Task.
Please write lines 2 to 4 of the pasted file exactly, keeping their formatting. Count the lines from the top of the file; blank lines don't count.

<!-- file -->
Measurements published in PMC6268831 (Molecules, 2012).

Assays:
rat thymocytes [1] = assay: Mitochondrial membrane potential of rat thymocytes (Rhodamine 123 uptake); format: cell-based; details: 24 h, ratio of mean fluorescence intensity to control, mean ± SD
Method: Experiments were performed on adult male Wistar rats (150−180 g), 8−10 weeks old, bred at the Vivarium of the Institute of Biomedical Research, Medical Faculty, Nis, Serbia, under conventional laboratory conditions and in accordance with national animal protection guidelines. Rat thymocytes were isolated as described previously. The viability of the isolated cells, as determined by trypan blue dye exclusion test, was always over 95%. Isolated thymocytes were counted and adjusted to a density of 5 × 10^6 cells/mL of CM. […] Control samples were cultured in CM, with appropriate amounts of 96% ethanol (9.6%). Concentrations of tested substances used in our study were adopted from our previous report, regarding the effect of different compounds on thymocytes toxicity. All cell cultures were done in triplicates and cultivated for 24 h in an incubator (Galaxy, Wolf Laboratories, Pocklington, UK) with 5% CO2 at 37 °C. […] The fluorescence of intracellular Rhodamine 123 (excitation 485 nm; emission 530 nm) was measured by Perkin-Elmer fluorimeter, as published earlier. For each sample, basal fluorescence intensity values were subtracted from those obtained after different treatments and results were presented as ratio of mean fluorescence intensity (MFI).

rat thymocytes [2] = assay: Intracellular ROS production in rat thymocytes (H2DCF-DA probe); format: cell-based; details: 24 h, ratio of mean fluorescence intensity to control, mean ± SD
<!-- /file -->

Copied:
Assays:
rat thymocytes [1] = assay: Mitochondrial membrane potential of rat thymocytes (Rhodamine 123 uptake); format: cell-based; details: 24 h, ratio of mean fluorescence intensity to control, mean ± SD
Method: Experiments were performed on adult male Wistar rats (150−180 g), 8−10 weeks old, bred at the Vivarium of the Institute of Biomedical Research, Medical Faculty, Nis, Serbia, under conventional laboratory conditions and in accordance with national animal protection guidelines. Rat thymocytes were isolated as described previously. The viability of the isolated cells, as determined by trypan blue dye exclusion test, was always over 95%. Isolated thymocytes were counted and adjusted to a density of 5 × 10^6 cells/mL of CM. […] Control samples were cultured in CM, with appropriate amounts of 96% ethanol (9.6%). Concentrations of tested substances used in our study were adopted from our previous report, regarding the effect of different compounds on thymocytes toxicity. All cell cultures were done in triplicates and cultivated for 24 h in an incubator (Galaxy, Wolf Laboratories, Pocklington, UK) with 5% CO2 at 37 °C. […] The fluorescence of intracellular Rhodamine 123 (excitation 485 nm; emission 530 nm) was measured by Perkin-Elmer fluorimeter, as published earlier. For each sample, basal fluorescence intensity values were subtracted from those obtained after different treatments and results were presented as ratio of mean fluorescence intensity (MFI).